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International Conference in Jerusalem Debates Response to the New Antisemitism
Rabbi Jaime Aklepi holds a sign at an interfaith Rally Against Antisemitism, hosted by Greater Miami Jewish Federation at the Holocaust Memorial Miami Beach on June 3, 2021 in Miami Beach, Florida. (Joe Raedle/Getty Images)

International Conference in Jerusalem Debates Response to the New Antisemitism

Spike in attacks on Jews around the world driven by social media, anti-Zionism, attendees say

Jews beaten by pro-Palestinian thugs in broad daylight in downtown Manhattan. Jews assaulted by a mob at a sushi restaurant in Los Angeles hours later. Synagogue windows smashed in Arizona, Illinois and cities across Europe. Convoys of cars driving through London’s streets with a loudspeaker threatening the rape of Jewish girls.

Participants in a three-day conference on antisemitism, held this week in Jerusalem under the auspices of Israel’s Ministry of Foreign Affairs and Ministry of Diaspora Affairs, voiced grave concern over the dramatic spike in attacks on Jews and Jewish institutions worldwide in recent months, and their belief that a new form of antisemitism with unprecedented potency is emerging.

“This conference is very timely, because the challenge is becoming much more difficult and bigger,” Israeli President Isaac Herzog, in his first public appearance at an international event since assuming office on July 7, said in a keynote address on Tuesday launching the 7th Global Forum for Combating Antisemitism.

“All of a sudden the ground exploded in a very disturbing way all throughout the world, and we have seen things that we haven’t seen for many decades – direct physical violence against Jews in London and in other places in Europe and the United States,” Herzog said.

Conspiracy theories laying blame on Jews for the coronavirus pandemic that has killed millions worldwide as well as the 11-day conflict between Israel and Hamas in May – which saw thousands of rockets fired from Gaza into Israel and some 200 Palestinians killed by retaliatory Israeli airstrikes, alongside vitriolic anti-Jewish and anti-Israel messaging on social media platforms, have been identified as the triggers of the current wave of attacks on Jews worldwide.

Figures presented by delegates at the conference paint a grim picture. The number of antisemitic incidents rose 75% in the US and 591% in the UK during the latest round of Gaza violence, the Anti-Defamation League reported.

But while intermittent fighting between Israel and Gaza terror groups has frequently spilled over into violence targeting Jews on the streets of cities in numerous countries over the past decade, speakers at this week’s conference − both Israeli officials and senior leaders of Jewish organizations in the US − warned against what they described as a new form of violence, one which exploits possibly legitimate anti-Israel sentiments and protests as a guise for unabashed, deep-seated antisemitism.

The fight isn’t between antisemites and Jews. The fight is between antisemites and anyone who believes in the values of equality, justice and freedom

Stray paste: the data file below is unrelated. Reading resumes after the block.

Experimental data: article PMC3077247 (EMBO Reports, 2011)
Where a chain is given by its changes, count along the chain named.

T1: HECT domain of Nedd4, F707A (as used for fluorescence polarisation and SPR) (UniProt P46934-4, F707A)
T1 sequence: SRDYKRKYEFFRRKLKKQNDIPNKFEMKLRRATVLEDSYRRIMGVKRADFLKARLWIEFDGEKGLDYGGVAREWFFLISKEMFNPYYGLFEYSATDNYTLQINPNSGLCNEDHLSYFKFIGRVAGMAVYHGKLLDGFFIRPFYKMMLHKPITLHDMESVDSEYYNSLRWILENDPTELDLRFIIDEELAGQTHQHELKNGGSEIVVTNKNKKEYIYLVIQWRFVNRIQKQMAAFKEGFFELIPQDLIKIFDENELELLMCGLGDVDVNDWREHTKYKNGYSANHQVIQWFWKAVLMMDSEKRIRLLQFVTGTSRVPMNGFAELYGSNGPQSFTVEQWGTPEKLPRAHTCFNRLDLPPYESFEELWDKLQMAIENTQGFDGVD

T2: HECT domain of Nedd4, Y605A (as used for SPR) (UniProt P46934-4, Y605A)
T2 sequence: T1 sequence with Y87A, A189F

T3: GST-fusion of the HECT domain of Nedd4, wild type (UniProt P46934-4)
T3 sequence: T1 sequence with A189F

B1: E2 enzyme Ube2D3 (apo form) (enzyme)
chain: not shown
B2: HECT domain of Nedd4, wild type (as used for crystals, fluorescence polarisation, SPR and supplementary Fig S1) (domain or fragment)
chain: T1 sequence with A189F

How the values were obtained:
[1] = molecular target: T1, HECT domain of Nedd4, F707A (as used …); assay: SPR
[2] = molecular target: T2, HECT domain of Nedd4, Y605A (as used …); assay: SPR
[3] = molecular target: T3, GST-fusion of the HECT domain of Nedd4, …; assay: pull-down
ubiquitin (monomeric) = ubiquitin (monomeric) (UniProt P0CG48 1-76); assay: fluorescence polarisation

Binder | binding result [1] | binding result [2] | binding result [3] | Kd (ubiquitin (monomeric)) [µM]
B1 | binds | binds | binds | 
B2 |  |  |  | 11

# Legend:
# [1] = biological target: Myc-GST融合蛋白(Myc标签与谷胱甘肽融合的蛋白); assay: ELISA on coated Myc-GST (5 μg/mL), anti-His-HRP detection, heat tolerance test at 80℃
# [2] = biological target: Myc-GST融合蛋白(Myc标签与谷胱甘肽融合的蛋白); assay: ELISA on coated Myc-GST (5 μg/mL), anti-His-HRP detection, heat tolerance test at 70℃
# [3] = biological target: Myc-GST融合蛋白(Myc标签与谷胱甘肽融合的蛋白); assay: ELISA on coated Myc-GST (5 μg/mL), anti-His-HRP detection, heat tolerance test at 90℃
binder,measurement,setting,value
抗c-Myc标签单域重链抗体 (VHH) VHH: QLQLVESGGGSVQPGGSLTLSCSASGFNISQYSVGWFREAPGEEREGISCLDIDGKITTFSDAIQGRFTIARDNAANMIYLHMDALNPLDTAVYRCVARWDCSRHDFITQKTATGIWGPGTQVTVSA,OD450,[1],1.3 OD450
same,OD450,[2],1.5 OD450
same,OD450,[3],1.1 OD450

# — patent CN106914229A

The idea that anti-Zionism and antisemitism are intimately intertwined went unchallenged at the conference. But this notion is not new, and has been the subject of heated debate in academic and media circles in the US and Europe for well over a decade.

“What we’ve experienced during and after Operation Guardian of the Walls is a paradigm shift,” William C. Daroff, CEO of the Conference of Presidents of Major American Jewish Organizations, said in a speech on Wednesday, using the Israeli military’s name for the latest campaign against Hamas and Islamic Jihad in Gaza.

“The combination of movements and events that nurtured, encouraged and legitimized anti-Zionism and provided a license to discriminate against and target Jews for their possible association with the Jewish state … It has been clearly demonstrated in the past few months that the line between anti-Zionism and antisemitism has almost ceased to exist,” he also said.

Israeli President Isaac Herzog speaks at the opening of the 7th Global Forum for Combating Antisemitism in Jerusalem on July 13, 2021. (Twitter/Israel Foreign Ministry)

Daroff, in an interview with The Media Line on Thursday, emphasized the key role of new media in the current spike in antisemitic incidents.

“The antisemitic messaging we see on social media is not new. What is new is that the platforms can now spread like wildfire and become part of public consciousness around the world. We need to adapt. Just as antisemites are employing new tools and techniques, we need to modernize how we attack the problem,” he said.

Conference attendees argued that a new actor, namely the radical Left in both Europe and the US, is fanning the flames of anti-Israel sentiment, inevitably contributing to anti-Jewish violence, alongside the political and social exclusion of Jews.

“This is a new global trend that we are witnessing in many capitals … we saw in the most severe way the conflation of anti-racism with progressive social justice rhetoric [spilling] onto the Israeli-Palestinian conflict,” Dr. Sharon Nazarian, senior vice president of International Affairs at the Anti-Defamation League, said during a plenary session on Wednesday.

“So, it’s about color power issues, about privilege, and yet that movement was put on the Palestinian-Israeli conflict. This was the first time we were seeing much more pervasive, much more mainstream,” she said.

Attacks on Jews “do not occur in a vacuum,” Nazarian said. “They are partly fed by a growing mainstreaming of anti-Israel approaches within certain parts of American society and in parts of Congress.”

Senior Israeli government officials seem to be adopting a radically new strategy for dealing with the issue, one that has been advocated for more than a decade by the member states of the Organization for Security and Cooperation in Europe (OSCE), which suggests that antisemitism should be tackled in general forums dedicated to racism and discrimination, and not as a stand-alone issue.

It has been clearly demonstrated in the past few months that the line between anti-Zionism and antisemitism has almost ceased to exist

“We’ve come to a reality and times in which hate crimes and hate speech against Blacks are unacceptable, but unfortunately hate crimes and hate speech against Jews are,” Lior Haiat, spokesman for the Israeli Foreign Ministry, told The Media Line before the conference.